Shaq Apologizes to Detroit Man With Rare Disorder

The former NBA star called Jahmel Binion, who suffers from a rare disorder, to apologize for making fun of a photo that Binion posted to Instagram. 

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Shaquille O'Neal, Jahmel Binion

Instagram

Former NBA star Shaquille O'Neal has apologized to a Detroit man who suffers from a rare disorder for making fun of him on Instagram.

On Tuesday O'Neal tweeted, "Made a new friend today when I called and apologized to Jahmel Binion. Great dude." O'Neal followed that tweet with another on Wednesday: "Had the opportunity to talk to Jahmel Binion yesterday and apologize about the post on IG!"

Rishi Daulat, O'Neal's spokesman, told the Associated Press on Wednesday that O'Neal personally wrote the tweets.

Binion confirmed on the Facebook page Hug Don't Judge—an anti-bullying campaign that he started after Shaq's original online post mocking him—that he had spoken with the oversized jokester late Tuesday night. "Shaq contacted me and apologized for his actions," Binion wrote on Facebook. "He now understands that his actions were wrong and not only did they hurt me but my entire NFED family."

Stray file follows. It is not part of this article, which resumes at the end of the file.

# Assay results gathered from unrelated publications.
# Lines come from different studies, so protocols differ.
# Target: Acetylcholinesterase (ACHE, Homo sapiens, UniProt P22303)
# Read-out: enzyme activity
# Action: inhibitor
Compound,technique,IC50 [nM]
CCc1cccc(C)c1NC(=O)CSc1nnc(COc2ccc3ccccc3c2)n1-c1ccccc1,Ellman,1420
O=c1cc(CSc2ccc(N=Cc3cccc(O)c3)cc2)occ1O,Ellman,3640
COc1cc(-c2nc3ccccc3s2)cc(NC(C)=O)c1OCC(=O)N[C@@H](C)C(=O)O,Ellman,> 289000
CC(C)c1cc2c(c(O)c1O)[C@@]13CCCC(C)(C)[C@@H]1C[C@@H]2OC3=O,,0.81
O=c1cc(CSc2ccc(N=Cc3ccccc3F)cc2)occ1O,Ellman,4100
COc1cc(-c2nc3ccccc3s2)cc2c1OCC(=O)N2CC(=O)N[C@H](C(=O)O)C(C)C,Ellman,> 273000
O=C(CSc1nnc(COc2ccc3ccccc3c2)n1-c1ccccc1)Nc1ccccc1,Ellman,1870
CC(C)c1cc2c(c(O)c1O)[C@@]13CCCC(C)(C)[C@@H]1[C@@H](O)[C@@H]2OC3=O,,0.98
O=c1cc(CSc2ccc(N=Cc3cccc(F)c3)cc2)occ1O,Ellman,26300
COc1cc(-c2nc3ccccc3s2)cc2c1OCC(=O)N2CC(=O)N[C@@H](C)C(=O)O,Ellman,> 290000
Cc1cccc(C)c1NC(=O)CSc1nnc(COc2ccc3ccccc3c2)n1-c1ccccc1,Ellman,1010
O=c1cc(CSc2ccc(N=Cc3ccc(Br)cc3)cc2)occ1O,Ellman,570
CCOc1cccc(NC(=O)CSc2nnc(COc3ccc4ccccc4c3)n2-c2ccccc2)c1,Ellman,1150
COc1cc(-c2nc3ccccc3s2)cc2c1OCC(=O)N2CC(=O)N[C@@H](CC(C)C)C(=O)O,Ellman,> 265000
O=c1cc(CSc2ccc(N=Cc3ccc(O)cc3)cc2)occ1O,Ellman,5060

Binion has ectodermal dysplasia, a condition characterized by a reduced ability to sweat, missing teeth and abnormal hair growth. The NFED is the National Foundation for Ectodermal Dyplasias, which wrote an open letter to O'Neal on Monday saying, "Bullying is never acceptable."

Binion told Fox 2 that he was confused and hurt when he saw that O'Neal had posted a picture teasing his selfie.

"I was thinking, 'Man, he's supposed to be this role model, someone everyone is supposed to look up to,' " Binion told MLive. "If Shaq does something like this, then [everyone who follows him] will think, 'We should do this.' "

The post was removed from O'Neal's Instagram account, but the damage had been done. And Shaq wasn't the only one to cyberbully Binion—Utah Jazz point guard Trey Burke and rapper Waka Flocka Flame also joined in on the social media teasing.

Binion told Fox 2 before speaking with O'Neal that instead of letting the online taunts get him down, they inspired him to want to start his campaign. "Rather than bully that person," Binion said, "go up and show them that you are different [from] everybody else."